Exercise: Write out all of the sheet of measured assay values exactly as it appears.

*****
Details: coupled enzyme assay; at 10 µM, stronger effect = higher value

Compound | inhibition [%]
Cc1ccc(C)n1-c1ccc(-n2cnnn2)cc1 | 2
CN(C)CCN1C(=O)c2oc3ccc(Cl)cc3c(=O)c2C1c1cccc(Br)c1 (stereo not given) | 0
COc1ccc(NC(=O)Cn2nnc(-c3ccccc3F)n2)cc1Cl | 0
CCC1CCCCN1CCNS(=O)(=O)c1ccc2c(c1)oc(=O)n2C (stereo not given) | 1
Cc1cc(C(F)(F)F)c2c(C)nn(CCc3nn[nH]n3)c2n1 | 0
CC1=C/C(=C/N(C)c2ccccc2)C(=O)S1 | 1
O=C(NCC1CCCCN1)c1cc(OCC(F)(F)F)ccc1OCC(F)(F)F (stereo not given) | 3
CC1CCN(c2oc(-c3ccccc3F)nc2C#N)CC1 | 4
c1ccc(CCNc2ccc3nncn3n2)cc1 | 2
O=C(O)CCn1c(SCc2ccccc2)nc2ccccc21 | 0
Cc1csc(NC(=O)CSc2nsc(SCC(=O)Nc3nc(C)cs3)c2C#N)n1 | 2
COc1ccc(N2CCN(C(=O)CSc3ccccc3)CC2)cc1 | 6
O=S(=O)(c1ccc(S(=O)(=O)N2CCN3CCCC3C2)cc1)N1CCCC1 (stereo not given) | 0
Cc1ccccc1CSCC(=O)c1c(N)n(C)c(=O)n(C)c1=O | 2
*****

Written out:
Details: coupled enzyme assay; at 10 µM, stronger effect = higher value

Compound | inhibition [%]
Cc1ccc(C)n1-c1ccc(-n2cnnn2)cc1 | 2
CN(C)CCN1C(=O)c2oc3ccc(Cl)cc3c(=O)c2C1c1cccc(Br)c1 (stereo not given) | 0
COc1ccc(NC(=O)Cn2nnc(-c3ccccc3F)n2)cc1Cl | 0
CCC1CCCCN1CCNS(=O)(=O)c1ccc2c(c1)oc(=O)n2C (stereo not given) | 1
Cc1cc(C(F)(F)F)c2c(C)nn(CCc3nn[nH]n3)c2n1 | 0
CC1=C/C(=C/N(C)c2ccccc2)C(=O)S1 | 1
O=C(NCC1CCCCN1)c1cc(OCC(F)(F)F)ccc1OCC(F)(F)F (stereo not given) | 3
CC1CCN(c2oc(-c3ccccc3F)nc2C#N)CC1 | 4
c1ccc(CCNc2ccc3nncn3n2)cc1 | 2
O=C(O)CCn1c(SCc2ccccc2)nc2ccccc21 | 0
Cc1csc(NC(=O)CSc2nsc(SCC(=O)Nc3nc(C)cs3)c2C#N)n1 | 2
COc1ccc(N2CCN(C(=O)CSc3ccccc3)CC2)cc1 | 6
O=S(=O)(c1ccc(S(=O)(=O)N2CCN3CCCC3C2)cc1)N1CCCC1 (stereo not given) | 0
Cc1ccccc1CSCC(=O)c1c(N)n(C)c(=O)n(C)c1=O | 2